In Finland 9% of all trips are made by bike. The average distance cycled per inhabitant per day is 0.7 km. Fins ride bicycles without reference to the age or social status, both children and grown-ups: tourists and housewives, pensioners and students. Although the cycling season in this country  traditionally starts in spring or summer, some fans of bikes is not afraid of neither the rain, nor slush, nor event winter snowstorms. The love of Fins cyclists to the bicycles can be compared with their love to dogs, or to fishing, or to sauna.

5. Norway
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- People: 4,943,000
- Bicycles: 3,000,000
- Cyclists: ~60.7%
In Norway 4% of all trips are made by bike. In Norway, with a population of 4,943 million people and 3 million bicycles, 60.000 bicycles disappear each year, never to be seen by their owners again.Most bicycles are stolen from places owners assume are safe. Experienced thieves can take even locked bikes in about 10-20 seconds.On the streets, the value of a stolen bicycle is approximately 5-10% of the bicycle’s original retail value, with an inverse relationship between value and percentage worth on the street. About 10% of the stolen bicycles are exported to Russia and Eastern Europe.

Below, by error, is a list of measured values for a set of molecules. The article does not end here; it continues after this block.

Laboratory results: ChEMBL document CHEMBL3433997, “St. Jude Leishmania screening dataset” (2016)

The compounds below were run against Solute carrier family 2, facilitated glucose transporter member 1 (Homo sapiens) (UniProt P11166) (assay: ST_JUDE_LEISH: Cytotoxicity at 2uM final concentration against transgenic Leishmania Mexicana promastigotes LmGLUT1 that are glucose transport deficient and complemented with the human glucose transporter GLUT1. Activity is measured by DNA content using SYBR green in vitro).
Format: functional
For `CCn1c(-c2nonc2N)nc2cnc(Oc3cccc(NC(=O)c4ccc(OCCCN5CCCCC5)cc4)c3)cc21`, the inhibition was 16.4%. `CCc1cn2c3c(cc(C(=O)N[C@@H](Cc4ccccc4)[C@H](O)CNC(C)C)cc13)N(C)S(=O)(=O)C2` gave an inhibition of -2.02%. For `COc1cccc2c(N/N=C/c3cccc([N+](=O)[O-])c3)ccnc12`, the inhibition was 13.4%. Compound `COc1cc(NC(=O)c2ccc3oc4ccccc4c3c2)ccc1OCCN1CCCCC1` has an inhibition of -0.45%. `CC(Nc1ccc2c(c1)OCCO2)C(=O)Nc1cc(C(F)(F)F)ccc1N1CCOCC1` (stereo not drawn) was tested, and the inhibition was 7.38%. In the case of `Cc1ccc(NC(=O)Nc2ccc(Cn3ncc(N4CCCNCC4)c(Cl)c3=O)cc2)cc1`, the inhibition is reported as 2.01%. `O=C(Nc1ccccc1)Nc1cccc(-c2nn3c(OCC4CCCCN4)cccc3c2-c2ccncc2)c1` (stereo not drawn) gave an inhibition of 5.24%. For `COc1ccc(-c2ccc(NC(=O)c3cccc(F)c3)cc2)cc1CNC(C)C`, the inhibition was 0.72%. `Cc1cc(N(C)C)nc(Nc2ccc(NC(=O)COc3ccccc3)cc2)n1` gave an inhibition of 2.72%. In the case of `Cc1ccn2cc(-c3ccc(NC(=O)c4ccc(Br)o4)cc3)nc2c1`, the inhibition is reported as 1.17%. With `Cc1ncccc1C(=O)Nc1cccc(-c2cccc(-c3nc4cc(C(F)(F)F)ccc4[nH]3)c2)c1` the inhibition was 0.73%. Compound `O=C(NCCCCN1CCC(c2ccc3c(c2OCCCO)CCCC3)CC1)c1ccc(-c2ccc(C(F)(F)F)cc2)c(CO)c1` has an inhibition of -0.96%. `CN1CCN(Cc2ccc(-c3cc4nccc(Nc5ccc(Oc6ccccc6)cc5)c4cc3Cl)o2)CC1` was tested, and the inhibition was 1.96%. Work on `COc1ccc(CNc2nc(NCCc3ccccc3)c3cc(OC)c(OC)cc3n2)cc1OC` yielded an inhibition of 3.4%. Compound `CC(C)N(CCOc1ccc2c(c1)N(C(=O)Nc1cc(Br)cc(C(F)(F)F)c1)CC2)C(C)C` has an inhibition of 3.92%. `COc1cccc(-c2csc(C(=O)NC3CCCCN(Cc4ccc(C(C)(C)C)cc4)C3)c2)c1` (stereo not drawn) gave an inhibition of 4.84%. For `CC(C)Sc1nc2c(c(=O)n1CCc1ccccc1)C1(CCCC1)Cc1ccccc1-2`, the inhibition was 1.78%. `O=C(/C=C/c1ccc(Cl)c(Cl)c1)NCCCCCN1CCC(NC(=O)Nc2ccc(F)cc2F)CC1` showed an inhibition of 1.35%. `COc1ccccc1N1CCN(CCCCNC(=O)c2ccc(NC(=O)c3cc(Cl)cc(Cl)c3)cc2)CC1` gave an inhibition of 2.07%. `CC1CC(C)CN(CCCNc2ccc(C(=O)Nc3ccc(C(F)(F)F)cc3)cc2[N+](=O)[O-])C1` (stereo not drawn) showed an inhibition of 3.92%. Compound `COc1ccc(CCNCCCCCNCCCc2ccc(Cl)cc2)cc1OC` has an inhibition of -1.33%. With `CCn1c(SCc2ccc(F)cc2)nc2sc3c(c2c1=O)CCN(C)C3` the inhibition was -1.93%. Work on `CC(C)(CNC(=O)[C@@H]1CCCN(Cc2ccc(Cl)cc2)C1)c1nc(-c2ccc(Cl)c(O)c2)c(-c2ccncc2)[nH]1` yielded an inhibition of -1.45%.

4. Sweden
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- People: 9,418,732
- Bicycles: 6,000,000
- Cyclists: ~63.7%
In Sweden 9% of all trips are made by bike. The average distance cycled per person per day is 0.7 km. The bicycle in Swedish family is a necessary thing such as a TV-set. For Swedish people bike is even more valuable than a TV. Often a family has a few different bicycles, depending on the number of members of a family and their age.

3. Germany
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- People: 81,802,000
- Bicycles: 62,000,000
- Cyclists: ~75.8%
In the Germany 9% of all trips are made by bike. The average distance cycled per inhabitant per day is 0.9 km. Cycling is ingrained in the German culture. It is rare to find an adult German who did not grow up riding a bike and whose children, parents, and even grandparents probably still ride bikes. This fact makes drivers and pedestrians understanding and accommodating to bicycle riders (unlike in the US).